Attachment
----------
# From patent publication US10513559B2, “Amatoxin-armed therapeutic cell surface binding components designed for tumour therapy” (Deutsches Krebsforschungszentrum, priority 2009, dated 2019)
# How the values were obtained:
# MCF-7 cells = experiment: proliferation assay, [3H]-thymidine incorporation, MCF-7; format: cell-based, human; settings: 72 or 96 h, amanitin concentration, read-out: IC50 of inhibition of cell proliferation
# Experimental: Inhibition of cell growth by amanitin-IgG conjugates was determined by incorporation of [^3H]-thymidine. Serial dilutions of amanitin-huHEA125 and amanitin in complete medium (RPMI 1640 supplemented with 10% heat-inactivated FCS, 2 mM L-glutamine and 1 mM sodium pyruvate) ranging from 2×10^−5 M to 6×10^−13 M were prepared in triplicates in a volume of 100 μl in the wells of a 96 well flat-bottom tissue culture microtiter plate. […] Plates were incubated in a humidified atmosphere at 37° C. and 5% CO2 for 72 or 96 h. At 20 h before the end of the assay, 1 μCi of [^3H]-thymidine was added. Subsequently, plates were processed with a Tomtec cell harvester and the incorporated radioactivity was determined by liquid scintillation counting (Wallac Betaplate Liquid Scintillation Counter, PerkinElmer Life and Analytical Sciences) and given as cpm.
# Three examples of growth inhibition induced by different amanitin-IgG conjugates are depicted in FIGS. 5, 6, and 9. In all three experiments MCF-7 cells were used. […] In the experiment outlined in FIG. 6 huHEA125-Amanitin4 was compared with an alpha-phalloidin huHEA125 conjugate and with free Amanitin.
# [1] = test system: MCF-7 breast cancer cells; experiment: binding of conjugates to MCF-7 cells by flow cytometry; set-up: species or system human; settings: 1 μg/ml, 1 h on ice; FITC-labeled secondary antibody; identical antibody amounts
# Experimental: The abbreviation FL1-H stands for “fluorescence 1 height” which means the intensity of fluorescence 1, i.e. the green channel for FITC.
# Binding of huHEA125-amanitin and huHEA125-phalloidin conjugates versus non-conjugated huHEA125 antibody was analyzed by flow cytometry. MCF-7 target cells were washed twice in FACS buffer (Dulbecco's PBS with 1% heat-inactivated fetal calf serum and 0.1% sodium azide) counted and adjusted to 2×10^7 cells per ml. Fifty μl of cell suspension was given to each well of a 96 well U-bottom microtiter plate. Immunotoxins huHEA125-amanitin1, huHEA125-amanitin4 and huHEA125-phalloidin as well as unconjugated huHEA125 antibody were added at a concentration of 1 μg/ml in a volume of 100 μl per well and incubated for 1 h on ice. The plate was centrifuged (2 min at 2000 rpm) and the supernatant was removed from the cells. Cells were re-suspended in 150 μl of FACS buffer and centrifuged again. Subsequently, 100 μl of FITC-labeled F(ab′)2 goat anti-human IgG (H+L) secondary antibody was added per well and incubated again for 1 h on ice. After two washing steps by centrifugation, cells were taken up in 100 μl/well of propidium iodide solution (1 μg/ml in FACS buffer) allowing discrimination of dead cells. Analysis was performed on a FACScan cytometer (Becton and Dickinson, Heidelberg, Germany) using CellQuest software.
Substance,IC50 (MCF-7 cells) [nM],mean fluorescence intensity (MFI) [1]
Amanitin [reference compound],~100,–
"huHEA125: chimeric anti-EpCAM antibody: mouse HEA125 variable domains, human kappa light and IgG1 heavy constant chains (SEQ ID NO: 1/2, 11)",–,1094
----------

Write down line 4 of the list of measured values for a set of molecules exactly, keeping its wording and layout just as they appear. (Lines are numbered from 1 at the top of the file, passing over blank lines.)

# Experimental: Inhibition of cell growth by amanitin-IgG conjugates was determined by incorporation of [^3H]-thymidine. Serial dilutions of amanitin-huHEA125 and amanitin in complete medium (RPMI 1640 supplemented with 10% heat-inactivated FCS, 2 mM L-glutamine and 1 mM sodium pyruvate) ranging from 2×10^−5 M to 6×10^−13 M were prepared in triplicates in a volume of 100 μl in the wells of a 96 well flat-bottom tissue culture microtiter plate. […] Plates were incubated in a humidified atmosphere at 37° C. and 5% CO2 for 72 or 96 h. At 20 h before the end of the assay, 1 μCi of [^3H]-thymidine was added. Subsequently, plates were processed with a Tomtec cell harvester and the incorporated radioactivity was determined by liquid scintillation counting (Wallac Betaplate Liquid Scintillation Counter, PerkinElmer Life and Analytical Sciences) and given as cpm.